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Dhikr/Zikr ("Remembrance[ of God]", "pronouncement", "invocation"; Arabic: ذکر ḏikr, plural أذكار ʾaḏkār, Arabic pronunciation: [ðɪkr, ʔæðˈkɑːr]), is an Islamic devotional act, typically involving the recitation—mostly silently—of the Names of God, and of supplications taken from hadith texts and Qur'anic verses, according to Sunni Islam. Essentially, the practice of dhikr is a form of prayer in which the Muslim will express his or her remembrance of God either within or overtly; this may come in the form of recitation or simply always remembering God in one’s heart. The word dhikr is commonly translated as "remembrance" or "invocation".
There are several verses in the Qur'an that emphasize the importance of remembering the Will of God by saying "God Willing," "God Knows best," "if it is Your Will," and so on. This is the basis for dhikr. Sura 18 (Al-Kahf), ayah 24 states a person who forgets to say, "God Willing," should immediately remember God by saying, "May my Lord guide me to do better next time." Other verses include sura 33 (Al-Ahzab), ayah 41, "O ye who believe! Celebrate the praises of Allah, and do this often;", and sura 13 (Ar-Ra'd), ayah 28, "They are the ones whose hearts rejoice in remembering God. Absolutely, by remembering God, the hearts rejoice." Muhammad said that "the best [dhikr] is that of la ilaha illa’llah, and the best supplicatory prayer is that of al-hamdu li’llah," which translate to "there is no god but God" and "praise to God" respectively.
The majority of Sunni Muslims deem Dhikr to be a private and silent worship and this is the widely accepted form of Dhikr. Remembering Allah is the fundamental of Dhikr as a form of worship and expression of gratitude. The Sunni Muslims perform Dhikr as a form of private and silent worship while a few sects perform extended Dhikr ritual that Wahhabis/Salafis consider as innovation or Bid‘ah. There are two basic opinions on the methods which Dhikr is to be performed. First, it is a private, individual and silent practice, anyone can be aware of Allah, grateful and thankful to Allah and fearing of Allah in conduct. Remembrance during trials and tribulations expecting help and patience is a part of one's Iman. Remembering Allah in good times is a sign of gratitude. Silently glorifying Allah with the phrases approved by Qur'an and Hadith is another basic form of worship.
Second, Qur'anic recital is viewed as another form of Dhikr. Many Muslims engage in collective recital of the Qur'an which is particularly common in North Africa and has resulted in a very high level of memorization amongst the common people.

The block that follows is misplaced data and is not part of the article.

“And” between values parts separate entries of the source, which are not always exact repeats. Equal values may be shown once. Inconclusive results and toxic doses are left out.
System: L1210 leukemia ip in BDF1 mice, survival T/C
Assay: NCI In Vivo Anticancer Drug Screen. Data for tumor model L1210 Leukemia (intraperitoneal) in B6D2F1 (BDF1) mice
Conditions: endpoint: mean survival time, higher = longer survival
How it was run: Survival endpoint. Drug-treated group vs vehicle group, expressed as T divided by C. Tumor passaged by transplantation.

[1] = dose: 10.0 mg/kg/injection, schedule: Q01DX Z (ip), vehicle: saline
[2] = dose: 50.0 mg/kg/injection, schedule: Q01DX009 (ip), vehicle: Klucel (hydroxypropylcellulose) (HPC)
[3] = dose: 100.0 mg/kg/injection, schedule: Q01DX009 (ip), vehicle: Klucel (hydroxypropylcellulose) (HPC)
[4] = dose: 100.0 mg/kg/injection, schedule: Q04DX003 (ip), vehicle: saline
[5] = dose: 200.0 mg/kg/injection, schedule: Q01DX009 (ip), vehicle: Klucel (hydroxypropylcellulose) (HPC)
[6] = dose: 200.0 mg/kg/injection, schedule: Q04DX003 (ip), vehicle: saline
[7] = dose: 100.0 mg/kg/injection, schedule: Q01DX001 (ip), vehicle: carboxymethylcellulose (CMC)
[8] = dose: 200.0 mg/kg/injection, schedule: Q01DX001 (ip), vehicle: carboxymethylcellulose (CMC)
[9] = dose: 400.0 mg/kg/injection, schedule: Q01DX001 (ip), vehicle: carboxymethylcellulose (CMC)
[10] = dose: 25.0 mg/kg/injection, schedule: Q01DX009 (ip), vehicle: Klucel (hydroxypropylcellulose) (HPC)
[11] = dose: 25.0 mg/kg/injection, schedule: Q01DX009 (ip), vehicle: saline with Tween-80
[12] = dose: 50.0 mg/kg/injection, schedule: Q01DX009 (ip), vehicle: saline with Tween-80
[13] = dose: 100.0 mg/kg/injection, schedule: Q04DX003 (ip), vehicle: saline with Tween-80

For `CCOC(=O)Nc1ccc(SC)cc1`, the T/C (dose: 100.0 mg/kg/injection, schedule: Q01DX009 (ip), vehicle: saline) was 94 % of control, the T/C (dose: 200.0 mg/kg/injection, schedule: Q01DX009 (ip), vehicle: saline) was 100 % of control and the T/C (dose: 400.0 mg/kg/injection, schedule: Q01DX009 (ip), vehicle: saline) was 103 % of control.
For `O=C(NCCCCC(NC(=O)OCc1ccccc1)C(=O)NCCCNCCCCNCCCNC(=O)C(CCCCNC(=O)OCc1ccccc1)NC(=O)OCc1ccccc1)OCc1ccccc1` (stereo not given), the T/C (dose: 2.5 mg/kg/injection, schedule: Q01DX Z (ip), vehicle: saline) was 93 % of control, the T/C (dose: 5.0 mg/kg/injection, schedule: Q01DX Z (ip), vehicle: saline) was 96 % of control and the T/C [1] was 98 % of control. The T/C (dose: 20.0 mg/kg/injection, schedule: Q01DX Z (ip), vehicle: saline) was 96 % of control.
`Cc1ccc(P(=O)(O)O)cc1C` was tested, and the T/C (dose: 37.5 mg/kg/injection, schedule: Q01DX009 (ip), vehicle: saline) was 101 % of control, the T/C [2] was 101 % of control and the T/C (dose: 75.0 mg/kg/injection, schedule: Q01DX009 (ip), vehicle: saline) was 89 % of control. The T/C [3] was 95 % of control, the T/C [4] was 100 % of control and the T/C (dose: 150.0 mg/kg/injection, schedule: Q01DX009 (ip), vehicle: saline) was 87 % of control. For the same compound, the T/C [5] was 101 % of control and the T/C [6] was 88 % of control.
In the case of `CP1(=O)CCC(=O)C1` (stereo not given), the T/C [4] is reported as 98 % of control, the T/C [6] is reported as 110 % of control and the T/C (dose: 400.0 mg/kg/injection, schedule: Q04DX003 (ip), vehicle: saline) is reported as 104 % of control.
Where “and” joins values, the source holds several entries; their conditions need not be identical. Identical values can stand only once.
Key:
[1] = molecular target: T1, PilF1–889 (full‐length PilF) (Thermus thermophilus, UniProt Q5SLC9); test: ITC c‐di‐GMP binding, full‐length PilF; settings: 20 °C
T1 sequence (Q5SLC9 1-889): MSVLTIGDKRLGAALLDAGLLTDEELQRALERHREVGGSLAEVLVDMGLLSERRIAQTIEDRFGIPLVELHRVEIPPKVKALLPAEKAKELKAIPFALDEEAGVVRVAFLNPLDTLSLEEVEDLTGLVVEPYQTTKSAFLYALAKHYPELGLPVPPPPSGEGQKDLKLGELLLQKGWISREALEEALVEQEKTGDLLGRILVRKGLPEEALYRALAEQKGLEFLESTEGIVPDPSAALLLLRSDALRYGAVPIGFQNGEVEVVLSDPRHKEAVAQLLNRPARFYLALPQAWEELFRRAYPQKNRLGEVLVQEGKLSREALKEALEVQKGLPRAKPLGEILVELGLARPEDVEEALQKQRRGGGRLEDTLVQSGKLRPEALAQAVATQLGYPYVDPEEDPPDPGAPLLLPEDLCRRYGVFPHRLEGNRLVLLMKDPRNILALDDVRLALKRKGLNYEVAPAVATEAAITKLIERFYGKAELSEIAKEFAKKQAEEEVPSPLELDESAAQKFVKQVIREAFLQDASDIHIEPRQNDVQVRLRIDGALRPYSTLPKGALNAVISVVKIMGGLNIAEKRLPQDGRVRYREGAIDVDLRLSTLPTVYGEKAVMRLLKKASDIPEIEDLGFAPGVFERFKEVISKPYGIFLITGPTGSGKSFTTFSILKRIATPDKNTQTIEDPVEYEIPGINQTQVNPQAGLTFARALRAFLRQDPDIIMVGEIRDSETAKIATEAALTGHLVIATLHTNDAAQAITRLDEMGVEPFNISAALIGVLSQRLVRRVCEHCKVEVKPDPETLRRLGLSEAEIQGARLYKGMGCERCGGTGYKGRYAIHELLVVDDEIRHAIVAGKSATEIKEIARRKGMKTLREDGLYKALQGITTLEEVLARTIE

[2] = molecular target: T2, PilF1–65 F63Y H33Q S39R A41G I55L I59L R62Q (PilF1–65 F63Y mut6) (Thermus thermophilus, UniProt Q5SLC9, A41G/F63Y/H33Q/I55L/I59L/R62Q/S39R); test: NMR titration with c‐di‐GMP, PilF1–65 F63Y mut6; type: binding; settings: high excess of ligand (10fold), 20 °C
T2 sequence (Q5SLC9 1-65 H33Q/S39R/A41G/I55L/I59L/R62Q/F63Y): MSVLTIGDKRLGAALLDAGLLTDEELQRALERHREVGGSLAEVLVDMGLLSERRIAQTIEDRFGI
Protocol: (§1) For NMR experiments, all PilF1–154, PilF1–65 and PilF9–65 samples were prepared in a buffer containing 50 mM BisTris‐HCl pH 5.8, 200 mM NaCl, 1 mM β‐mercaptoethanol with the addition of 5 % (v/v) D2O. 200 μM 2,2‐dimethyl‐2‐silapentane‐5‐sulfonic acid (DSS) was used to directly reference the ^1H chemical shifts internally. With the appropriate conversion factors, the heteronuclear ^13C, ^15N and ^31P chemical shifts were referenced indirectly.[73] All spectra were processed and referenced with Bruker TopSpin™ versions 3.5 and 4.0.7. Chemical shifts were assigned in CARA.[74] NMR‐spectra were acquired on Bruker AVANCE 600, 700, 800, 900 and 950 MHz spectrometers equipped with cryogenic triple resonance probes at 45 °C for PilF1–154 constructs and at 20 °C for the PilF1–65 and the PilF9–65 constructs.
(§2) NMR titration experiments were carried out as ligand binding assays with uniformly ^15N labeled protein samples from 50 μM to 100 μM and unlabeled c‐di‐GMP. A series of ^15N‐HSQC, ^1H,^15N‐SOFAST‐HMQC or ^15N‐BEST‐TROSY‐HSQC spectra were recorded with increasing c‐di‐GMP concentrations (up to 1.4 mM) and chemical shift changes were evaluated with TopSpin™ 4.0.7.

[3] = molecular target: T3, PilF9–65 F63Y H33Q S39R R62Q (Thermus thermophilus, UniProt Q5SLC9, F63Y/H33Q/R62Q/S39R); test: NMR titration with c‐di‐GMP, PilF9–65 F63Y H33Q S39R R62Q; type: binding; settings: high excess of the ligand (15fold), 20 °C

There are several phrases that are usually read when remembering Allah. Here are a few:
Muhammad would often tell his companions, "Shall I tell you about the best of deeds, the most pure in the Sight of your Lord, about the one that is of the highest order and is far better for you than spending gold and silver, even better for you than meeting your enemies in the battlefield where you strike at their necks and they at yours?" The companions replied, "Yes, O Messenger of Allah!" Muhammad said, "Remembrance of Allah." From Sunan al-Tirmidhi
Abu Hurairah narrated that Muhammad said, "People will not sit in an assembly in which they remember Allah without the angels surrounding them, mercy covering them, and Allah Mentioning them among those who are with Him." From Sahih Muslim
Mu’adh ibn Jabal said, “There is nothing that is a greater cause of salvation from the punishment of Allah than the remembrance of Allah.” Sunan At-Tirmidhi, Book of Supplications, Number 3377, Hasan.
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وَاصْبِرْ نَفْسَكَ مَعَ الَّذِينَ يَدْعُونَ رَبَّهُم بِالْغَدَاةِ وَالْعَشِيِّ يُرِيدُونَ وَجْهَهُ ۖ وَلَا تَعْدُ عَيْنَاكَ عَنْهُمْ تُرِيدُ زِينَةَ الْحَيَاةِ الدُّنْيَا ۖ وَلَا تُطِعْ مَنْ أَغْفَلْنَا قَلْبَهُ عَن ذِكْرِنَا وَاتَّبَعَ هَوَاهُ وَكَانَ أَمْرُهُ فُرُطًا
Followers of Sufism often engage in ritualized dhikr ceremonies, the details of which sometimes vary between Sufi orders or tariqah. Each order, or lineage within an order, has one or more forms for group dhikr, the liturgy of which may include recitation, singing, music, dance, costumes, incense, muraqaba (meditation), ecstasy, and trance. Though the extent, usage and acceptability of many of these elements vary from order to order - with many condemning the usage of instruments (considered unlawful by most scholars) and intentional loss of control. In addition, costumes are quite uncommon and is almost exclusively unique to the Mevlavi order in Turkey - which is an official cultural "heritage" of the secular Turkish state. Dhikr in a group for Sufi practitioners does not necessarily entail all of these forms however.